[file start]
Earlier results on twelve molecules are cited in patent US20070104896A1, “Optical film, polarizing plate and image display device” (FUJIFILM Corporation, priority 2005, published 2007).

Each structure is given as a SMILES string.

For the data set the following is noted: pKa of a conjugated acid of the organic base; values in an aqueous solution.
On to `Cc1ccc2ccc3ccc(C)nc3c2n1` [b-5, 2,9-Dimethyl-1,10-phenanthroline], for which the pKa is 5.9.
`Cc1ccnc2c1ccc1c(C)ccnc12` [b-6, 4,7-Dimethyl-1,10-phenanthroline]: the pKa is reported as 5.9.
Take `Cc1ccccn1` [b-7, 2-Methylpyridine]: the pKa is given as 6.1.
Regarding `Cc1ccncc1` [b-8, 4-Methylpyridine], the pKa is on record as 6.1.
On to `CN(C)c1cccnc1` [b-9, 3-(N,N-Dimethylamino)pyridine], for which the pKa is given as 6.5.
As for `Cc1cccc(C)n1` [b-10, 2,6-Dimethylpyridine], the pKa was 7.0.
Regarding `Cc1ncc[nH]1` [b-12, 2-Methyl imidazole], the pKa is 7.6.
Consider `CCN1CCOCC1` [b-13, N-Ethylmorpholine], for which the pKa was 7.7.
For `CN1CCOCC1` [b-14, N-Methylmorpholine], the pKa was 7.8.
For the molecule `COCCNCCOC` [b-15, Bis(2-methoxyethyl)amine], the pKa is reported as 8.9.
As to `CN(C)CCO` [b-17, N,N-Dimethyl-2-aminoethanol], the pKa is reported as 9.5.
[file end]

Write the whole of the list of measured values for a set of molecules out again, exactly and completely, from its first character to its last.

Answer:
Earlier results on twelve molecules are cited in patent US20070104896A1, “Optical film, polarizing plate and image display device” (FUJIFILM Corporation, priority 2005, published 2007).

Each structure is given as a SMILES string.

For the data set the following is noted: pKa of a conjugated acid of the organic base; values in an aqueous solution.
On to `Cc1ccc2ccc3ccc(C)nc3c2n1` [b-5, 2,9-Dimethyl-1,10-phenanthroline], for which the pKa is 5.9.
`Cc1ccnc2c1ccc1c(C)ccnc12` [b-6, 4,7-Dimethyl-1,10-phenanthroline]: the pKa is reported as 5.9.
Take `Cc1ccccn1` [b-7, 2-Methylpyridine]: the pKa is given as 6.1.
Regarding `Cc1ccncc1` [b-8, 4-Methylpyridine], the pKa is on record as 6.1.
On to `CN(C)c1cccnc1` [b-9, 3-(N,N-Dimethylamino)pyridine], for which the pKa is given as 6.5.
As for `Cc1cccc(C)n1` [b-10, 2,6-Dimethylpyridine], the pKa was 7.0.
Regarding `Cc1ncc[nH]1` [b-12, 2-Methyl imidazole], the pKa is 7.6.
Consider `CCN1CCOCC1` [b-13, N-Ethylmorpholine], for which the pKa was 7.7.
For `CN1CCOCC1` [b-14, N-Methylmorpholine], the pKa was 7.8.
For the molecule `COCCNCCOC` [b-15, Bis(2-methoxyethyl)amine], the pKa is reported as 8.9.
As to `CN(C)CCO` [b-17, N,N-Dimethyl-2-aminoethanol], the pKa is reported as 9.5.